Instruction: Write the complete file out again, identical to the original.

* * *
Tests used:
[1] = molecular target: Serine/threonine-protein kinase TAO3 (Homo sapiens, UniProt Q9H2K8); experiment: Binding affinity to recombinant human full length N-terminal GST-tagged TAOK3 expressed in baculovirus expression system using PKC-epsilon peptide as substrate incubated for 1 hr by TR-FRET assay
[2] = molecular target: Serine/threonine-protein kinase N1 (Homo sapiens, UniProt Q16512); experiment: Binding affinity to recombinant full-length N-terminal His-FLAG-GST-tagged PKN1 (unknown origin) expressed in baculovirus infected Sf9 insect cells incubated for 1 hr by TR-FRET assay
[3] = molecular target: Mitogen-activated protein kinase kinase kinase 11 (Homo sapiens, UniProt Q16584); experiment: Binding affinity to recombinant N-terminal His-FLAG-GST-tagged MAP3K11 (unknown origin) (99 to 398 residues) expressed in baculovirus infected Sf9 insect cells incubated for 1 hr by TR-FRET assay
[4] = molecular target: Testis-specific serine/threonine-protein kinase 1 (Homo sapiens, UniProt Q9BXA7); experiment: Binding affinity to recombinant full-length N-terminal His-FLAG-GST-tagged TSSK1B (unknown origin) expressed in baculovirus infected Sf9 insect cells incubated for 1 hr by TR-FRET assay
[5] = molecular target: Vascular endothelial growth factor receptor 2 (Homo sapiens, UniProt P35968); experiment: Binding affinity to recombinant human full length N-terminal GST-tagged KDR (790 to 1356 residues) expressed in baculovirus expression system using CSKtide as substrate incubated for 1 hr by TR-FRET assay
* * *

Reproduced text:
Tests used:
[1] = molecular target: Serine/threonine-protein kinase TAO3 (Homo sapiens, UniProt Q9H2K8); experiment: Binding affinity to recombinant human full length N-terminal GST-tagged TAOK3 expressed in baculovirus expression system using PKC-epsilon peptide as substrate incubated for 1 hr by TR-FRET assay
[2] = molecular target: Serine/threonine-protein kinase N1 (Homo sapiens, UniProt Q16512); experiment: Binding affinity to recombinant full-length N-terminal His-FLAG-GST-tagged PKN1 (unknown origin) expressed in baculovirus infected Sf9 insect cells incubated for 1 hr by TR-FRET assay
[3] = molecular target: Mitogen-activated protein kinase kinase kinase 11 (Homo sapiens, UniProt Q16584); experiment: Binding affinity to recombinant N-terminal His-FLAG-GST-tagged MAP3K11 (unknown origin) (99 to 398 residues) expressed in baculovirus infected Sf9 insect cells incubated for 1 hr by TR-FRET assay
[4] = molecular target: Testis-specific serine/threonine-protein kinase 1 (Homo sapiens, UniProt Q9BXA7); experiment: Binding affinity to recombinant full-length N-terminal His-FLAG-GST-tagged TSSK1B (unknown origin) expressed in baculovirus infected Sf9 insect cells incubated for 1 hr by TR-FRET assay
[5] = molecular target: Vascular endothelial growth factor receptor 2 (Homo sapiens, UniProt P35968); experiment: Binding affinity to recombinant human full length N-terminal GST-tagged KDR (790 to 1356 residues) expressed in baculovirus expression system using CSKtide as substrate incubated for 1 hr by TR-FRET assay